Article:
. Antioxidants protect vital cellular components by neutralizing the negative effects of free radicals.
Air pollution and sunlight can create free radicals in the eyes, where they damage corneal or retinal cells. This, in time, can lead to blindness and cataracts (a dense, cloudy area that forms in the lens of the eye).
In skin cells, free radicals damage cell DNA, significantly accelerating wrinkle formation as well as raising the risk of skin cancer.
Free radicals in the blood vessels (generally caused by smoking tobacco, consumption of deep-fried foods, or air pollution) change the structure of the LDL cholesterol, which becomes more liable to gum up the arteries. This can lead to cardiovascular problems.
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1 cup of raw rambutans has 105 milligrams of vitamin C, which is more than the RDA of 75 milligrams per day for women and 90 milligrams a day for men.
Since the body doesn’t have the capacity to generate vitamin C, this vitamin is one of the most important nutrients needed by your body to carry out numerous functions.
For instance, vitamin C is helpful to the human body as it plays an essential role in enhancing the immune system’s capacity to fend off viruses. Moreover, one 2013 review done by the Department of Public Health, University of Helsinki, Finland, established that taking at least 200 milligrams of vitamin C per day reduced the duration of a cold by about 8 percent.
Additionally, this vitamin is important for cardiovascular health, joints, and bones, as well as hair and skin health, as it is an essential cofactor in the synthesis of collagen, the main component of connective tissue.
Also, vitamin C reduces inflammatory conditions associated with seasonal allergy (sometimes called “hay fever”) since it plays a vital role as an antihistamine. Vitamin C is also a natural antioxidant, which means it helps protect the body against damage from free radicals.
Obesity is a medical condition that occurs when an individual carries excess body fat or weight that might affect their health. Accounting for about 47% of the total cost of chronic diseases in the United States, obesity as a risk factor is the primary contributor to the burden of chronic diseases.
The societal cost of obesity in the United States is $1.72 trillion per year, or 9.3% of GDP, according to a 2018 report.
Rambutan fruit optimizes nutrient digestion and regulates the digestive process, so fewer carbs are converted into fat. This can lead to a healthy weight loss.
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1 cup of raw rambutans has 0.7 milligrams of vitamin E, a collective term used for a group of related compounds, which include 4 tocotrienols and 4 tocopherols.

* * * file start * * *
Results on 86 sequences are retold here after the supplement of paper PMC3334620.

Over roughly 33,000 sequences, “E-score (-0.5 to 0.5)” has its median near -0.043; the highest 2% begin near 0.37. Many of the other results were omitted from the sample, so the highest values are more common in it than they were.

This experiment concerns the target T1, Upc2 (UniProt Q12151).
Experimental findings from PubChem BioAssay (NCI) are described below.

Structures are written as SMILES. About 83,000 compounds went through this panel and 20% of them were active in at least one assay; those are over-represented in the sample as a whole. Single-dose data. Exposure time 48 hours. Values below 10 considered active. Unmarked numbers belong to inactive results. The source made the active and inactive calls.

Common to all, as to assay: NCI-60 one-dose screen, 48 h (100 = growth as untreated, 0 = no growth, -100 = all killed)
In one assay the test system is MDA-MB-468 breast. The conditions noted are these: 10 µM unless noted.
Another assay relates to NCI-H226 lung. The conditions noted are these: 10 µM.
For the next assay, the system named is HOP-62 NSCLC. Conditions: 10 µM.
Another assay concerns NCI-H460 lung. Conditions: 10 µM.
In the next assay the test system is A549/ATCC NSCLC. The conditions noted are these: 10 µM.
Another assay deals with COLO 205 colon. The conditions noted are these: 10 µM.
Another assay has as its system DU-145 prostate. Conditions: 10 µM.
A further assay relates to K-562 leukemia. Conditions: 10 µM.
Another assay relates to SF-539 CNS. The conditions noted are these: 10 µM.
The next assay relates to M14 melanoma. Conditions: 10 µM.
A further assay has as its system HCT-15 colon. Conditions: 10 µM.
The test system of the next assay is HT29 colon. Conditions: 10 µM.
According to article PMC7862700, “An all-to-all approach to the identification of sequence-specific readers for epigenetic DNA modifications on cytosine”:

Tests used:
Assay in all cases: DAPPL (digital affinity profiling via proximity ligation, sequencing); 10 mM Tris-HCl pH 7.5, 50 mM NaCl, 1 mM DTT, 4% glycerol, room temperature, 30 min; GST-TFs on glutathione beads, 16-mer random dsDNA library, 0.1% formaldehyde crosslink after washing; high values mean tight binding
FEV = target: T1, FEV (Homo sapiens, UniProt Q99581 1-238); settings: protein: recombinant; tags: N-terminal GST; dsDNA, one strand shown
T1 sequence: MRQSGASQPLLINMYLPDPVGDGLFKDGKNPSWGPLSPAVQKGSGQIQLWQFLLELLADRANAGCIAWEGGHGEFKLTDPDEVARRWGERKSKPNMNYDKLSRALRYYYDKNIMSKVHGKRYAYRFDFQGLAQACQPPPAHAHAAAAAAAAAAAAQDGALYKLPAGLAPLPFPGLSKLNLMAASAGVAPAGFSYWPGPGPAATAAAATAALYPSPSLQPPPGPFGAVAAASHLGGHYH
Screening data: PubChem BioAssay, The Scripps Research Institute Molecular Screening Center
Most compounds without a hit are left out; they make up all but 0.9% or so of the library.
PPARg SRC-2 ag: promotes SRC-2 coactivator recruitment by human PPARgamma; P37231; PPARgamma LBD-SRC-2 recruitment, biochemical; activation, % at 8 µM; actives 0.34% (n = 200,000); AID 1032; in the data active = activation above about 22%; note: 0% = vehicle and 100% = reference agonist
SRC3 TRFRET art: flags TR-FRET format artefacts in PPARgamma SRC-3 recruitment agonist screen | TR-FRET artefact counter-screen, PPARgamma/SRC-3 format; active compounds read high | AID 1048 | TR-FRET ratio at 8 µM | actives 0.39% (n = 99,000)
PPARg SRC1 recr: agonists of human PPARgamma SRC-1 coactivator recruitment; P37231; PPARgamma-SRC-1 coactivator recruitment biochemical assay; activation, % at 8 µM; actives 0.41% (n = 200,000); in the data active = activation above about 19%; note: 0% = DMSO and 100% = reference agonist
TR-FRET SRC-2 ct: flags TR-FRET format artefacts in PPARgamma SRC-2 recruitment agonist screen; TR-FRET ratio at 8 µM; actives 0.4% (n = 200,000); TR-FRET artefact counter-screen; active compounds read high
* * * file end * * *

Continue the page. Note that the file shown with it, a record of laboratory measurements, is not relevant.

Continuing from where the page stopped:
Vitamin E is responsible for maintaining healthy skin and eyes and for a healthy functioning of the immune system.
As an antioxidant, this vitamin helps prevent heart disease, cancer, cataracts, stroke (the no. 5 cause of death in the United States), and some of the signs of aging.
A deficiency in vitamin E can lead to:
- muscle weakness;
- difficulty walking;
- inability to control bodily movements;
- poor transmission of nerve impulses;
- loss of muscle mass;
- weakened immune system.
Mango-Rambutan Smoothie Recipe
You can use pitted and peeled rambutans in fruit salads and smoothies. Below is a smoothie recipe:
- 1 piece ripe mango, peeled, and chopped;
- 1/2 cup rambutans;
- 2 cups of homemade almond milk;
- 1 cup ice, crushed.
Put all ingredients in a blender and pulse until smooth. Enjoy!
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Side Effects Of Rambutan Fruit
Although rambutan is generally safe to eat, there are a few potential side effects to be aware of. For instance, the fruit contains a small amount of cyanide, which can be toxic in large quantities.
Additionally, rambutan may trigger an allergic reaction in some people. Symptoms of an allergy include itchiness, rash, and swelling.
Eating too much rambutan can cause stomach upset and diarrhea.
It is also important to wash the fruit thoroughly and remove the peel before eating it.
Pregnancy & Breastfeeding
Pregnant and breastfeeding women can safely eat the fruit.
Also, the sweet taste of rambutan fruit can help relieve dizziness and nausea, which most pregnant women experience. However, an over-ripened rambutan fruit should be avoided since it has traces of alcohol.
References https://www.researchgate.net/_Potential_Activity_of_Rambutan https://www.sciencedirect.com/science/article/pii/016882279190118W